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If you're looking for a healthcare segment moving at breakneck speed, look no further than gene sequencing. With an estimated annual growth rate of 23.1%, by 2018 the sequencing market is headed for $11.7 billion, according to BCC Research and MarketsandMarkets.
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By the way, that's not taking into account another quantum leap forward in technological capability, something this field is known for. As many have pointed out, in the past two decades, the cost of sequencing has dropped from $3 billion to sequence the first human genome to only $1,000. Faster, cheaper sequencing has led to new killer applications in everything from cancer research to innovative drug development.
Naturally, there's a catch, as well as a risk for investors. Namely, it's almost impossible to find attractive prices in this sector. The staggering potential of DNA sequencing keeps the market piling in. So this sector, however alluring, also commands nosebleed premiums.
If you have a long-term horizon, however, here are two stocks well positioned for future growth. The second one even has a valuation on the down-low, at least for now.
Illumina rocks the genetics worldThe last thing you want in DNA sequencing is a company that sits on its laurels and counts cash. That's something you certainly won't get with San Diego-based Illumina .
Last year, the company introduced a machine, the HiSeq X Ten, able to sequence the human genome for $1,000 and do five genomes in a single day. But even before that, the company owned more than 70% of the next-generation sequencing market. Although there are competitors out there, including Roche , Pacific Biosciences , and Thermo Fisher Scientific , lllumina is by far the dominant player.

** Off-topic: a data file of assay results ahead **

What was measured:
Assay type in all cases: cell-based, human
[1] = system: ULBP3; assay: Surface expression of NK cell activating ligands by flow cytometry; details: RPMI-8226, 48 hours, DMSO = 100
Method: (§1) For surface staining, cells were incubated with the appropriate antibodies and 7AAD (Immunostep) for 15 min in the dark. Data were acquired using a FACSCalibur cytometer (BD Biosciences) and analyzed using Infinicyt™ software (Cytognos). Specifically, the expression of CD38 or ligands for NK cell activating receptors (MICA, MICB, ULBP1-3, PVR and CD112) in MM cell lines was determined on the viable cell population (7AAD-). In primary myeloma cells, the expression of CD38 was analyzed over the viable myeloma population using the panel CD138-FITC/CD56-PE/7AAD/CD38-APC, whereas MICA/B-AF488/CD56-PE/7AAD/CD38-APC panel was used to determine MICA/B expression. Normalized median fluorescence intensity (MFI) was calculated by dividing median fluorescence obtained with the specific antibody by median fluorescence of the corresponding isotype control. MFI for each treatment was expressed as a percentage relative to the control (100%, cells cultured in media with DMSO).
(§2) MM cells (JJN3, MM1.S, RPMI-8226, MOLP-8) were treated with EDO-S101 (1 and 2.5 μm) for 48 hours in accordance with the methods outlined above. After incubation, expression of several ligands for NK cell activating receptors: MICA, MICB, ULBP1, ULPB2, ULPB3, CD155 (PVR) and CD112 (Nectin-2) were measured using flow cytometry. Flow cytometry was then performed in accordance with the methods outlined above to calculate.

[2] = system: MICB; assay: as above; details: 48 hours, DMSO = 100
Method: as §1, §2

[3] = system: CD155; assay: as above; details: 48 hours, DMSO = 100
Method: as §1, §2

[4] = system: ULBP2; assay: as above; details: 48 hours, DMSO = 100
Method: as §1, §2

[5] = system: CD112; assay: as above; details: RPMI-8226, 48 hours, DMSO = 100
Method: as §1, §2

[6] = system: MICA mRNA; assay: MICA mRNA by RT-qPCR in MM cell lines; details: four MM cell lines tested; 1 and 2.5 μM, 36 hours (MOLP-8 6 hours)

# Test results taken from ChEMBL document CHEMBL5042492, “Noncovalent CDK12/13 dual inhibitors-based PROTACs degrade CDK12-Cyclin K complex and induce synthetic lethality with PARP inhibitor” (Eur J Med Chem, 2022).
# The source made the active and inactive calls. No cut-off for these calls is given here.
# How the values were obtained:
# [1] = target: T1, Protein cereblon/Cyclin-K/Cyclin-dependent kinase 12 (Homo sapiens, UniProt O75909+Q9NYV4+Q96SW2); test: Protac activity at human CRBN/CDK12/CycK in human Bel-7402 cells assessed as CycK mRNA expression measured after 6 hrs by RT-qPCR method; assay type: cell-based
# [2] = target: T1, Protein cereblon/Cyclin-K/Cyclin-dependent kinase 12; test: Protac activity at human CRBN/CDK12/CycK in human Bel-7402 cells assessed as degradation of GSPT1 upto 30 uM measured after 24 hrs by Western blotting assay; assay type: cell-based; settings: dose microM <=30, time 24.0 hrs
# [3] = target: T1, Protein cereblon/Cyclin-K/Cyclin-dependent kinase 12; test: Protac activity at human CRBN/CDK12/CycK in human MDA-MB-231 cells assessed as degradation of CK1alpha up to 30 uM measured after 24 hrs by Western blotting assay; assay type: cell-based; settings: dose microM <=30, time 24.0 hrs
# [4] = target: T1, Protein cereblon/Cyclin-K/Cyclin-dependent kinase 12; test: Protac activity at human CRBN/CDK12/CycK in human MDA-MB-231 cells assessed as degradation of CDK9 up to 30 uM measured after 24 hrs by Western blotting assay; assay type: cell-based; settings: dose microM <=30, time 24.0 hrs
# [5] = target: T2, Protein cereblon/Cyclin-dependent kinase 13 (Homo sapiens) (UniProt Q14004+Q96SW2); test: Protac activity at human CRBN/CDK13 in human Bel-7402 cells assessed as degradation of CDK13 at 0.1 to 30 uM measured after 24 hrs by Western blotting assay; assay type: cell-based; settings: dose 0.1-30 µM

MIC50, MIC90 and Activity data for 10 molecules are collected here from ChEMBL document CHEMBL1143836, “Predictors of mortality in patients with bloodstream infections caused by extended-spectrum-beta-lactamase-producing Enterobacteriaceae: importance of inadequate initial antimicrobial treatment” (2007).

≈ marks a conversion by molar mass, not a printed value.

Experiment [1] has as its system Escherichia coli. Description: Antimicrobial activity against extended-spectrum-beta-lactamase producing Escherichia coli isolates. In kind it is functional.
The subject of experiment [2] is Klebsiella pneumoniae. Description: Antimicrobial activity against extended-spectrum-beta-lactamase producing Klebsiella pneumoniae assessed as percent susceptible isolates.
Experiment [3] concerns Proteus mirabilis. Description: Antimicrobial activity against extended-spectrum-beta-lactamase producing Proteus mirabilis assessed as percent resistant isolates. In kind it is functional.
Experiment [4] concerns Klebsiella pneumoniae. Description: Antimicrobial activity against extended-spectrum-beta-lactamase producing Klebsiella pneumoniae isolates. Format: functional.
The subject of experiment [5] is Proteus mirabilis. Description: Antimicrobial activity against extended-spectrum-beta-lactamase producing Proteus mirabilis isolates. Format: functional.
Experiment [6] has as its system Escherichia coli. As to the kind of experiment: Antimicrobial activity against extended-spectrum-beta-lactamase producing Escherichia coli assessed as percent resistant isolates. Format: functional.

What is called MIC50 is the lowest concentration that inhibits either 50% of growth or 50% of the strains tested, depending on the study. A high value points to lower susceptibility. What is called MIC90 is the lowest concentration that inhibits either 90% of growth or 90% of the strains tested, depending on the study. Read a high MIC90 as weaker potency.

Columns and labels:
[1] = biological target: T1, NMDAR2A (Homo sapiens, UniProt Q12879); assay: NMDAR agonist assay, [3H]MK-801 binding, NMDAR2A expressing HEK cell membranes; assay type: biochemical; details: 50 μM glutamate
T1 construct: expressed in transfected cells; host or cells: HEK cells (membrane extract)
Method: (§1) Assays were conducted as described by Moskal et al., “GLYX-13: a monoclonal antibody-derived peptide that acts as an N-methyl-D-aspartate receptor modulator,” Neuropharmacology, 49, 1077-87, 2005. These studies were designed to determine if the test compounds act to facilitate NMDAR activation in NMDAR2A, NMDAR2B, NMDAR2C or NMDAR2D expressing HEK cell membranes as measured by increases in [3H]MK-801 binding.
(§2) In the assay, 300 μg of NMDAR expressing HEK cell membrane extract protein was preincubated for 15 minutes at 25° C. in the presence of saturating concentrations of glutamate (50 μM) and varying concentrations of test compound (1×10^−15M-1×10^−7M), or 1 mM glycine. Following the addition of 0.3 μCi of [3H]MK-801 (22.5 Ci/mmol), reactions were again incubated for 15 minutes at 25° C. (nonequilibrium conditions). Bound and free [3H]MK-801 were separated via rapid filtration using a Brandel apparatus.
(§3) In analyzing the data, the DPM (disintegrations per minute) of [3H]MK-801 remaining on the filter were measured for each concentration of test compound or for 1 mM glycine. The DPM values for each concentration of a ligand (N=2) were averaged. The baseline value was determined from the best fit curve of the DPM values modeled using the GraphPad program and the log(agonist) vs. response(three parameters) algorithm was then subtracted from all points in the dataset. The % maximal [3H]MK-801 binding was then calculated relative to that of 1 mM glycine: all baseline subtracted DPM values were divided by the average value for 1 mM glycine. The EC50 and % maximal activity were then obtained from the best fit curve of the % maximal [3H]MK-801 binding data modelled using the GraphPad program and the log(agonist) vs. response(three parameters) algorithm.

What's amazing about Illumina is that it keeps doing what Apple does -- rocking its world by introducing ultra-cool devices and upgrades at a rapid pace. On the heels of record-breaking shipments of sequencers last quarter, the company launched two new gadgets -- the TruSight HLA, designed to end the need for multiple rounds of testing to resolve ambiguous results, and the NeoPrep, a one-stop solution for library prep.
The upshot is that the company has the fastest-growing installed base of sequencing instruments in the world and showsno sign of letting up. Illumina saw EPS growth of 52.2% last year, and it looks great thus far this year, with 71% earnings growth last quarter. Illumina is expected capture up to 74% of the exploding sequencing market, all the way out to 2020.
There are a couple of caveats. The high-end customers Illumina depends on are huge institutions, if not countries, so Illumina is susceptible to government spending cutbacks. In addition, all this potential comes at a high price.
Illumina's trailing P/E ratio is 81.5. When you compare that with the average 12-month earnings multiple of 37.1 for the life-sciences tools and services industry, Illumina is in the 91st percentile.
Investors keep piling in, however, because this stock shows no sign of ever providing a low entry point. Illumina's trailing P/E typically clings tightly to the company's five-year historical average of 80.1.
Meanwhile, a high-end sequencing platform being released by a competitor is probably Illumina's greatest risk, and in fact, it just happened. Just this month, Shenzhen, China-based global genomics corporation BGI announced its first DNA sequencing instrument for the world market at the European Human Genetics Conference in Glasgow.